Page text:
Through it all — the moves to D.C. Stadium and then Landover, Sammy Baugh and Sonny Jurgensen, the winning and the losing, the Super Bowls and the ownership changes — the Molster family kept the season tickets Bill’s father first acquired in the late 1930s, during the waning days of the Great Depression.
Last month, that family called a meeting. Their renewal date for their two tickets — located below owner Dan Snyder’s seats, behind the home bench — was this week. They wanted to weigh the pros and cons of an 80th season, and to discuss the unthinkable.
And “when we ended our little meeting, we all agreed: ‘Hey, let’s tell Mr. Snyder that his management of the franchise is not acceptable to the Molster family,’” Bill, now 88, said in a phone conversation. “I haven’t felt all that great about it, to tell you the truth. But I feel like I made the right decision. Some of us have just got to say to Mr. Snyder, ‘We’re sorry, but we don’t agree with the way you’ve been running this franchise.’”
A few weeks since the team fired GM Scot McCloughan amid tawdry anonymous quotes and one anodyne news release, the world has moved on. Maybe you assumed all those furious fans from a few weeks ago had fallen back in line. Maybe most of them have.
But Bill Molster didn’t fall back in line. Neither did Janet Hawkins. Her mother and grandmother were at Griffith Stadium the day the Japanese attacked Pearl Harbor. Later, her mom mailed Redskins press clippings to her father when he was overseas during World War II. Her family didn’t acquire season tickets until 1966 — newcomers, compared to the Molsters. They traveled to Super Bowls. They bought all the gear. They now have four club seats at FedEx field.
“I keep looking up in the sky and hoping my father will forgive me,” Hawkins said this week, as her deadline for renewing arrived and then departed. “One of the things I do to remember my father is go to these football games. I think he would forgive me. If he realized how much money it was costing us, and what kind of owner Dan Snyder is, he probably wouldn’t blame us.”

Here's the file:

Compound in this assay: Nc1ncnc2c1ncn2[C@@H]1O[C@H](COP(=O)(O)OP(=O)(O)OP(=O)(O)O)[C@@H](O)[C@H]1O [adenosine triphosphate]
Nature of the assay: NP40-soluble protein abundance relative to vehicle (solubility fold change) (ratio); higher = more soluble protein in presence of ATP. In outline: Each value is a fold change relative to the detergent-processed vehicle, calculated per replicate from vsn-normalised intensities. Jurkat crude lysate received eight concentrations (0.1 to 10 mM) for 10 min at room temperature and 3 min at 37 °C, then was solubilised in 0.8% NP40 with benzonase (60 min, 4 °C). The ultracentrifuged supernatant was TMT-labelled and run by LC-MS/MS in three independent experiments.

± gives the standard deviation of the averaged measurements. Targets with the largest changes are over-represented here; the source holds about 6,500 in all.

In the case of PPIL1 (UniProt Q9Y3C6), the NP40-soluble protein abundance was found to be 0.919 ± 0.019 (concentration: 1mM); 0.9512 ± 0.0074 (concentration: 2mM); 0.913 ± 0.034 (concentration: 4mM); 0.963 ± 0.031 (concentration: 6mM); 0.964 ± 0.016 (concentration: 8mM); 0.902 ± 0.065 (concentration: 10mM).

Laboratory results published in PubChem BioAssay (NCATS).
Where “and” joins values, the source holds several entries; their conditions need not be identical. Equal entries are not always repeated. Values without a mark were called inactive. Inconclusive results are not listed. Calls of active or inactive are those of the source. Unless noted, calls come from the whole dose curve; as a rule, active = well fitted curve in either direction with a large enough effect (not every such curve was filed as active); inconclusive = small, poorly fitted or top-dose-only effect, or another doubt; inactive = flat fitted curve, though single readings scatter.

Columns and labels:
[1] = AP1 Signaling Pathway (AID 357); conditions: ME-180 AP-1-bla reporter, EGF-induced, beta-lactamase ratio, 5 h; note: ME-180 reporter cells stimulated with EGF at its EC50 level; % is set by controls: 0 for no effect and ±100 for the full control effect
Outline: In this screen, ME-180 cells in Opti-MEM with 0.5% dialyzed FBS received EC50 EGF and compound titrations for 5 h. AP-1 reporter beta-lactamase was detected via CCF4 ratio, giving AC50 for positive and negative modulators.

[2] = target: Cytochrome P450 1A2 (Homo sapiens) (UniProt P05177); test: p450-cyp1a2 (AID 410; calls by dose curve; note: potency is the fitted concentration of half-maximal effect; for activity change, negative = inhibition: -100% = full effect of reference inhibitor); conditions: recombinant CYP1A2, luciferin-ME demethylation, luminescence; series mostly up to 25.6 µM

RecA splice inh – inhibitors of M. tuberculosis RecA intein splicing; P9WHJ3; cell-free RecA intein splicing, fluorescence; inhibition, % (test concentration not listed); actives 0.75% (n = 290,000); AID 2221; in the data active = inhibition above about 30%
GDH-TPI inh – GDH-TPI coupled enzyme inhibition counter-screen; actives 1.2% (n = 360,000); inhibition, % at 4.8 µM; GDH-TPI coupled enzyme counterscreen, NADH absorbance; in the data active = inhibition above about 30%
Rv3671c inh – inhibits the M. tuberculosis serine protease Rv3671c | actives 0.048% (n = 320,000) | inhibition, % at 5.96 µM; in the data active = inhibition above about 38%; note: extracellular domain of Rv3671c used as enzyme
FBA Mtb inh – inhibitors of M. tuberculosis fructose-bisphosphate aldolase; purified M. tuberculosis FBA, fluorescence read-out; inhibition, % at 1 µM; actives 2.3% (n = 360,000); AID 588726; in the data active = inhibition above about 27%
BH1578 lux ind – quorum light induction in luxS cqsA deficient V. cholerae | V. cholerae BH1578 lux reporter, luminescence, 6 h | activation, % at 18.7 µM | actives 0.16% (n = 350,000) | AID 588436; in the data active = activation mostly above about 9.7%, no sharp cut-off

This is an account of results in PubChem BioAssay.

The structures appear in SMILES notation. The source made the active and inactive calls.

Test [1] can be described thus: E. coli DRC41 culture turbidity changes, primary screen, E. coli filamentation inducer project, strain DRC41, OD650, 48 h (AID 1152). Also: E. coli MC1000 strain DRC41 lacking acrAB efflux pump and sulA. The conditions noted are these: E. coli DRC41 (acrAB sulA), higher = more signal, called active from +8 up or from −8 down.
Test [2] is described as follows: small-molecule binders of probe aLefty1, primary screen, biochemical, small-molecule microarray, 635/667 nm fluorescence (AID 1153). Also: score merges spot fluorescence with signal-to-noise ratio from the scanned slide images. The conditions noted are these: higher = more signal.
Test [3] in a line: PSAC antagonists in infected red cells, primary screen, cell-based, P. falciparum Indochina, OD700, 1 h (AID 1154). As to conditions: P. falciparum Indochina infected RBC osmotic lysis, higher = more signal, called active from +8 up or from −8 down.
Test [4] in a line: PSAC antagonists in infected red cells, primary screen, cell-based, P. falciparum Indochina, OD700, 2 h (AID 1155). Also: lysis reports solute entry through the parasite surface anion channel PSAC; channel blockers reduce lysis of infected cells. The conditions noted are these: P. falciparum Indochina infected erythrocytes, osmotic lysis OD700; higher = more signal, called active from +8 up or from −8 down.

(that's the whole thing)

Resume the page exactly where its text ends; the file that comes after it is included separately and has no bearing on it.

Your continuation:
I have no idea how representative these folks are. I know there will be tens of thousands of Redskins fans at home games next season. I know that if the team wins, those numbers will grow. I know if the team wins 11 games in 2017, that might seem like an awfully big I-told-you-so to this spring’s skeptics. (Through a spokesman, the team declined to comment.)
But I also know a franchise has only so many 80-year bonds to break. I’ve been writing about fan dissatisfaction off and on for a decade — through firings, losses, disappointments, injuries. And I can’t remember ever hearing from so many generational Washingtonians who thought this latest tumble into the muck was one level of filth too far; who thought that mere eye-rolling was no longer sufficient. To them, the one-two punch of a GM’s firing and a franchise quarterback’s uncertainty called for something more.
These fans feel let down by their favorite team — and not because it’s losing too many games, because it isn’t, really. Coach Jay Gruden wondered recently why there is so much doom and gloom in the air, and you can understand his confusion. The past two years were modest successes, at least by recent standards. Kirk Cousins hasn’t gone anywhere yet. The front office has made some potentially promising defensive acquisitions. Why so sad?
So put the patients on the couch for a few minutes, and listen to their exasperation. They were promised stability and professionalism two years ago, a new way of doing business. They enjoyed two modestly successful seasons, which they viewed through that lens. Now they’re being told that nothing was the way it seemed, that the new way of doing business is the old way again, and oh by the way, that the beloved GM was actually a disaster who never had the autonomy he was promised. Don’t forget to drop your renewals in the mail.